Scientists and food researchers are scrambling to answer the big hunger question: With global warming and the worldwide population boom, how will we feed people in the next 50 to 100 years? One solution may be the personal farm computer, a device that looks like an aquarium, but in fact holds a small plant ecosystem and that plugs in to a digital network.Caleb Harper, an engineer at MIT’s Media Lab, and co-founder of CityFarm, believes that his personal agriculture computer is the future of farming, according to Smithsonian Magazine.
The digital interface will control the small indoor organic farm, which allows you to “tweak” the recipe needed in order for your crops to survive, says Harper. The “ingredients” include artificial sunlight produced by LEDs, carbon dioxide, and water. But don’t get out your watering can. The food computer would actually be plugged into the water and electricity of the building in which it is housed. The computer also uses hydroponics, so you don’t need soil to grow the plants.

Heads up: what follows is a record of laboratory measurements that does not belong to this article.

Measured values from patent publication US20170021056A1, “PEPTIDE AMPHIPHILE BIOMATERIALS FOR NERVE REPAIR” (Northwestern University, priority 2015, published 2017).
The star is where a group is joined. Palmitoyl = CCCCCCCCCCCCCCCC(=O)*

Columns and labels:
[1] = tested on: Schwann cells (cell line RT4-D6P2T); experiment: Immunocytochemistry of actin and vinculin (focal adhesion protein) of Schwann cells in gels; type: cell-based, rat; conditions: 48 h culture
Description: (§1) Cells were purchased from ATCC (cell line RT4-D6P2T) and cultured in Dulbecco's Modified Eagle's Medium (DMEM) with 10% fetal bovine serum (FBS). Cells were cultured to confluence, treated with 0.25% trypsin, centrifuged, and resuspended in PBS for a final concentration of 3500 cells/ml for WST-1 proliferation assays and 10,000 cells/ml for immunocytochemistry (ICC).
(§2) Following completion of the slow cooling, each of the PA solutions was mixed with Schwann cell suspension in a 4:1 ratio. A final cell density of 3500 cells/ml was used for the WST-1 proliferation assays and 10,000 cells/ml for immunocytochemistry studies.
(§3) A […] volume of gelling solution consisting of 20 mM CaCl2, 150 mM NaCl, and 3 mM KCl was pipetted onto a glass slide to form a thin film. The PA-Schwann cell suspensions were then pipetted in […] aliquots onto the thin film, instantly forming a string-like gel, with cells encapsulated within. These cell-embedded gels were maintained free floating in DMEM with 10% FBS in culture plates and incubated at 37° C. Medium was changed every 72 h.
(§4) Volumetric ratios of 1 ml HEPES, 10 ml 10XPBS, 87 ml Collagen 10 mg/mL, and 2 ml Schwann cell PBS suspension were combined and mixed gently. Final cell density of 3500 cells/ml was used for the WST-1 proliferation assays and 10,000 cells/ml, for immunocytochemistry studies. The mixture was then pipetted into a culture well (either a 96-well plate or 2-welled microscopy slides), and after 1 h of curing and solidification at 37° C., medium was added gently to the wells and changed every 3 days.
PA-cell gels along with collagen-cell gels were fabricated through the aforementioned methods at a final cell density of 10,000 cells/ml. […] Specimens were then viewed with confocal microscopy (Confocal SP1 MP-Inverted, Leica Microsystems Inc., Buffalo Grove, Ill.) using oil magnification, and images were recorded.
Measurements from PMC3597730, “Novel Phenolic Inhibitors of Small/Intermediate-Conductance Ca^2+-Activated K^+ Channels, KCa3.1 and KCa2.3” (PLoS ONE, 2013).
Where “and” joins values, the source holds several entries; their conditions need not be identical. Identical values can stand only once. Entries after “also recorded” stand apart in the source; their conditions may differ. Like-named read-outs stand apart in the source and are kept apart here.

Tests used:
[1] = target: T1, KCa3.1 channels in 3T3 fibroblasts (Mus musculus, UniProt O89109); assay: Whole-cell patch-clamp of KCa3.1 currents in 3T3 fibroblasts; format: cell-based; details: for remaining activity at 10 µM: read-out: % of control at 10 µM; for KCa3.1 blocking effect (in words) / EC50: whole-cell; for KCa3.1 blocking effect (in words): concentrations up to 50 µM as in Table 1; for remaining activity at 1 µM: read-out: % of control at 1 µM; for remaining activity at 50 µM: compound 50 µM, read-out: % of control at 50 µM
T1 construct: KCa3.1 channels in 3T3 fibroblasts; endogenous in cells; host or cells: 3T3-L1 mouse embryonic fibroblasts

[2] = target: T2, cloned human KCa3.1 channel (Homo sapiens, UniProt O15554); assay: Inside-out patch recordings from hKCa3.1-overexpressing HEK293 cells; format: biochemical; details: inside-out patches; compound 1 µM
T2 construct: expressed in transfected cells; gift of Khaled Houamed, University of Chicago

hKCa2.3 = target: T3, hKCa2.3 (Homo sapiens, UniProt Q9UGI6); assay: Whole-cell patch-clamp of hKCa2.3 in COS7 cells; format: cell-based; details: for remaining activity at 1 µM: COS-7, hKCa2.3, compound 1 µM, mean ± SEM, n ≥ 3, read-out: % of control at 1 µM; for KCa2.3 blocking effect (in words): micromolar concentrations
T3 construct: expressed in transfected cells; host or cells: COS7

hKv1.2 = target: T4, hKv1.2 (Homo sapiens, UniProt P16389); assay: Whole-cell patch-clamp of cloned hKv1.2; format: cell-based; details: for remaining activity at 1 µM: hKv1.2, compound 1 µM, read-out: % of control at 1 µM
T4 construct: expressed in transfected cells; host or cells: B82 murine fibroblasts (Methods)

Right now, Harper and his team are testing out the device with berries and greens, and trying to get the cost down to $300 or less for the average consumer. Of course, the device, which is only four square feet, can only grow so much per week, and would not actually be able to feed a family, but could increase self-sufficiency and deepen the pool of agriculturally minded people in the United States.
“There’s a lack of people and lack of modern tools in this world,” Harper told Smithsonian Magazine. “My goal is to create more farmers through the box.”